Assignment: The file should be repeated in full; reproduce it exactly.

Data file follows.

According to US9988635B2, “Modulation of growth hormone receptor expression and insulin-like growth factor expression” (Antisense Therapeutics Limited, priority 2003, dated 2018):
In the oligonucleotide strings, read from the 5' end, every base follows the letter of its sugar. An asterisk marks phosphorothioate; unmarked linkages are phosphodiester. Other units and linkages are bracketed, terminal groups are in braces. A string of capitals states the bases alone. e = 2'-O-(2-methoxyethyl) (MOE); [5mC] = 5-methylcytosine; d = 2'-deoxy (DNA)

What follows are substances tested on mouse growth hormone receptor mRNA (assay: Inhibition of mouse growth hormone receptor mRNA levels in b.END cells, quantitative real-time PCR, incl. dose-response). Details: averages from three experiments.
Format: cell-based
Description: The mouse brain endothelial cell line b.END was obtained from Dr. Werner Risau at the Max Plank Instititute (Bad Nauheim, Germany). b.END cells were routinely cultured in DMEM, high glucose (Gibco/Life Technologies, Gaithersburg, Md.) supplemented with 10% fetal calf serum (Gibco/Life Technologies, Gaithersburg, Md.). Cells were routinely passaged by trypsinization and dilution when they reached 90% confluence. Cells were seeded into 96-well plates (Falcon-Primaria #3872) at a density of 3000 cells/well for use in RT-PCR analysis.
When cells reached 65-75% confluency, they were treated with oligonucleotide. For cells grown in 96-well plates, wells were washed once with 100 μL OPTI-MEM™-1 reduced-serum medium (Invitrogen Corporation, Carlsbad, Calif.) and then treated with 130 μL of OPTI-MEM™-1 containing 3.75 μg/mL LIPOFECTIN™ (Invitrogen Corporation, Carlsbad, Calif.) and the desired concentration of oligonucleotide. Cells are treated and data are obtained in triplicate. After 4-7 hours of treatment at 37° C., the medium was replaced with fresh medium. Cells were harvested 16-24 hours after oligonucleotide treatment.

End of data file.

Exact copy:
According to US9988635B2, “Modulation of growth hormone receptor expression and insulin-like growth factor expression” (Antisense Therapeutics Limited, priority 2003, dated 2018):
In the oligonucleotide strings, read from the 5' end, every base follows the letter of its sugar. An asterisk marks phosphorothioate; unmarked linkages are phosphodiester. Other units and linkages are bracketed, terminal groups are in braces. A string of capitals states the bases alone. e = 2'-O-(2-methoxyethyl) (MOE); [5mC] = 5-methylcytosine; d = 2'-deoxy (DNA)

What follows are substances tested on mouse growth hormone receptor mRNA (assay: Inhibition of mouse growth hormone receptor mRNA levels in b.END cells, quantitative real-time PCR, incl. dose-response). Details: averages from three experiments.
Format: cell-based
Description: The mouse brain endothelial cell line b.END was obtained from Dr. Werner Risau at the Max Plank Instititute (Bad Nauheim, Germany). b.END cells were routinely cultured in DMEM, high glucose (Gibco/Life Technologies, Gaithersburg, Md.) supplemented with 10% fetal calf serum (Gibco/Life Technologies, Gaithersburg, Md.). Cells were routinely passaged by trypsinization and dilution when they reached 90% confluence. Cells were seeded into 96-well plates (Falcon-Primaria #3872) at a density of 3000 cells/well for use in RT-PCR analysis.
When cells reached 65-75% confluency, they were treated with oligonucleotide. For cells grown in 96-well plates, wells were washed once with 100 μL OPTI-MEM™-1 reduced-serum medium (Invitrogen Corporation, Carlsbad, Calif.) and then treated with 130 μL of OPTI-MEM™-1 containing 3.75 μg/mL LIPOFECTIN™ (Invitrogen Corporation, Carlsbad, Calif.) and the desired concentration of oligonucleotide. Cells are treated and data are obtained in triplicate. After 4-7 hours of treatment at 37° C., the medium was replaced with fresh medium. Cells were harvested 16-24 hours after oligonucleotide treatment.